And now the big confession... after consideration it is time to return to Brooklyn. The New York breweries in Lake George will have to wait. On the way back we will visit The Guilded Otter and call it a trip.

Thanks for following and I'll let you know when and where the pictures and video will be posted.


Peter LaFrance
( http://www.beerbasics.com )

Monday, May 18, 2009

The First Day

The First Day


It is the evening of the first day of the New England Brewery Tour 2009. I must say it was a mixed case of missing the chance (one should always call ahead to make sure the place you want to visit is open for business), making the best of a situation (visiting a brewery or brewpub unannounced and finding it ample but not impressive), and finally finding just what the tour was all about (the good beer, interesting brewer and good food).

The first stop was Opa! Opa! A steakhouse brewpub in Southampton, MA… We arrived there at 1230 hours and the sign on the door said it opened at 1600. (Should have called ahead.) The stand-by was the Northampton Brewpub… the place was hard to find and was enjoying a slow day for the wait staff and a too busy day for the brewing staff. However, the fish sandwich was tasty and the waitress was pleased almost beyond words when I asked her to pick the brew to go with my fried fish sandwich. (The fish was tasty and not oil-drenched and the IPA was a nice complement).

Then came Brattleboro and the cases of the closed shops… first the older brewpub was shuttered and the newest brew-bar (Long Trail) was closed on Monday. So much for calling ahead…

The final stop, The Norwich Inn was right on. Since this was not my first visit here I did know what to expect. What I was not expecting was a visit by Tim, the original brewer, visiting with Pat, the new (last three years) brewer. The tour of the brew house was informative and fun. The brews later in the pub were tasty and paired well with the smoked brisket. After a walk to make room for desert the Porter and molten chocolate cake were the best ending to a brew event I could imagine.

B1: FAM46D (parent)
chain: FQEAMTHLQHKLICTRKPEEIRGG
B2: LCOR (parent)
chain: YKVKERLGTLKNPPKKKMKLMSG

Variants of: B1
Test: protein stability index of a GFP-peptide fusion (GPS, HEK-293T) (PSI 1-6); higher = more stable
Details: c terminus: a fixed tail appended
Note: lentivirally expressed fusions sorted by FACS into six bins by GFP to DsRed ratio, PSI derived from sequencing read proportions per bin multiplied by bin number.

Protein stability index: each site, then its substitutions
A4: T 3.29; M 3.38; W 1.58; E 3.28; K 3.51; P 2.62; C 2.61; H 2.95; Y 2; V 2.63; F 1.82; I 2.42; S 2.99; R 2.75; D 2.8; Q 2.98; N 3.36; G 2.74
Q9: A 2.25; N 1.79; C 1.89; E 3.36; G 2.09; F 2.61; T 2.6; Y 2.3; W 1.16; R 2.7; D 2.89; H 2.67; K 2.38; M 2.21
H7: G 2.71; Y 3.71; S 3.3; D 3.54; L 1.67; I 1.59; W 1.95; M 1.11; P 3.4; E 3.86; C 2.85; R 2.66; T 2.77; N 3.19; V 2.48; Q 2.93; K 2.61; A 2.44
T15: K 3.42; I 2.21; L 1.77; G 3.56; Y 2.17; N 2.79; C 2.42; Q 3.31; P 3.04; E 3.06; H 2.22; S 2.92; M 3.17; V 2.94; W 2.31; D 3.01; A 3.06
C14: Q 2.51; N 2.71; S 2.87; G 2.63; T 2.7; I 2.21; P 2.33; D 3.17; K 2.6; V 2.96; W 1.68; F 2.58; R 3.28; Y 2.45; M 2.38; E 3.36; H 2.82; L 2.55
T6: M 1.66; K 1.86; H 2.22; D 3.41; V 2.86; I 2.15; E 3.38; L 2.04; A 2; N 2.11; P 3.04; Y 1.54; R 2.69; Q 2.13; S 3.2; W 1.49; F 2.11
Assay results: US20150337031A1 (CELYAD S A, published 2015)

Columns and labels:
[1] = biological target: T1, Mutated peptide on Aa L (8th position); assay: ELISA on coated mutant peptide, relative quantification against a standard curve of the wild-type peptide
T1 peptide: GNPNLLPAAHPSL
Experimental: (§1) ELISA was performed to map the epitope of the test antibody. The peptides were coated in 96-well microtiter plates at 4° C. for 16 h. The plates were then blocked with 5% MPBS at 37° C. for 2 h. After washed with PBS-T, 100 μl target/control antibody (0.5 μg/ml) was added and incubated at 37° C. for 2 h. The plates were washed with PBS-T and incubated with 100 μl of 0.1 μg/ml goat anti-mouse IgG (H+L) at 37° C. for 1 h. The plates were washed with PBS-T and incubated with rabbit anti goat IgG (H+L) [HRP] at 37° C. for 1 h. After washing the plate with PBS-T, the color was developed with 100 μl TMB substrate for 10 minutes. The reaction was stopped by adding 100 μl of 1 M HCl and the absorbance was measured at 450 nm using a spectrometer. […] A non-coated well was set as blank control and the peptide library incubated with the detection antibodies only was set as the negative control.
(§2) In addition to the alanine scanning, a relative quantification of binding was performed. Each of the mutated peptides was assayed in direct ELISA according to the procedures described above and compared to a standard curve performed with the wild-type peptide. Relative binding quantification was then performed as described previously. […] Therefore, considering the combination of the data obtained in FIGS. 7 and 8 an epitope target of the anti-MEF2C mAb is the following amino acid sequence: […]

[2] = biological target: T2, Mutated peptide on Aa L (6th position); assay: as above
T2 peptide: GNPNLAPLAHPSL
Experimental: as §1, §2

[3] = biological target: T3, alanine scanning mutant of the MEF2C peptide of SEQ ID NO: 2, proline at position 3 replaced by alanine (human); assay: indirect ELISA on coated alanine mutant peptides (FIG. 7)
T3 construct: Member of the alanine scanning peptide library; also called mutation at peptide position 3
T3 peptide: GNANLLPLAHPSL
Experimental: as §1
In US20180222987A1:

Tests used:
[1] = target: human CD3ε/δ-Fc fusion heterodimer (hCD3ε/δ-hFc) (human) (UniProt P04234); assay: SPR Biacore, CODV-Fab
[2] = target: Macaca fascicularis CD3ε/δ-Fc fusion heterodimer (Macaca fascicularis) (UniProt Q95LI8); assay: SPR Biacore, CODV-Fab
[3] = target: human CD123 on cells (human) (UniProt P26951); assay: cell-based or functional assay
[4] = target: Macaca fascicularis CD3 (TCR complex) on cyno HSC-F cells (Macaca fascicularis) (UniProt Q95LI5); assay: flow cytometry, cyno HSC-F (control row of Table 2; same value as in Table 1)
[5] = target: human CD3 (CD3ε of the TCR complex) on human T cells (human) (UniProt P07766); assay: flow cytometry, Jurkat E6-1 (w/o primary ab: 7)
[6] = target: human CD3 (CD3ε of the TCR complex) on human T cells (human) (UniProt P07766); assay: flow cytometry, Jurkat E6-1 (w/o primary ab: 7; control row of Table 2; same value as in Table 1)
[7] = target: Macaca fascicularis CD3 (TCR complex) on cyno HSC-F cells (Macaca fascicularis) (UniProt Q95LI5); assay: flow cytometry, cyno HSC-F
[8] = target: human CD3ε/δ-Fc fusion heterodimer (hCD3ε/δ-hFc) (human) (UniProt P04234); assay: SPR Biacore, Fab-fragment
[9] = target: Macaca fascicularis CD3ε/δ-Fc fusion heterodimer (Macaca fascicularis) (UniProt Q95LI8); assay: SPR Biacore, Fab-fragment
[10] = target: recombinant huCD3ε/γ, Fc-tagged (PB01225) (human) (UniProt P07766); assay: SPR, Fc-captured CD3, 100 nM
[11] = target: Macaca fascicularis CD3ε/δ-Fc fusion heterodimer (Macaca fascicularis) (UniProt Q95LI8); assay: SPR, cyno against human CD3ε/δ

In short, two out of five seems a fairly good score.

Tomorrow it will be Harpoon, Magic Hat, Flat Bread and The Alchemist… stay tuned!


Peter LaFrance
( http://www.beerbasics.com )

The New England May 2009 Brewery Tour


Today is the first day of the New England 2009 Brewery Tour.

The tour should consist of visits, announced and some unannounced, to the following breweries (brewpubs): Opa! Opa!, Southampton, MA - Northampton Brewery: 11 Brewster Ct, Northampton, MA - Jasper Murdock's, Norwich, VT - Harpoon Brewery, Windsor, VT - Magic Hat Brewery, South Burlington, VT - Flat Bread, Burlington, VT - The Alchemist, Waterbury, VT - Adirondack Pub & Brewery, Lake George, NY - Davidson Brothers, Glens Falls, NY and the Guilded Otter, New Paltz, NY.

The tour will last from today through Thursday.

Each evening, if there is web access, I hope to post an account of the days events and pictorial proof that it actually happened.

Stay tuned....


Peter LaFrance
( http://www.beerbasics.com )

Friday, May 1, 2009

A taste of… Guinness 250

St. James Gate

Preface: As you can see from the picture above, this tasting did not take place “in house.” The draft was drawn at The Waterfront Alehouse in Brooklyn, NY. I can assure you that this was a “beer-clean” glass and was served at slightly below the suggested serving temperature. That said…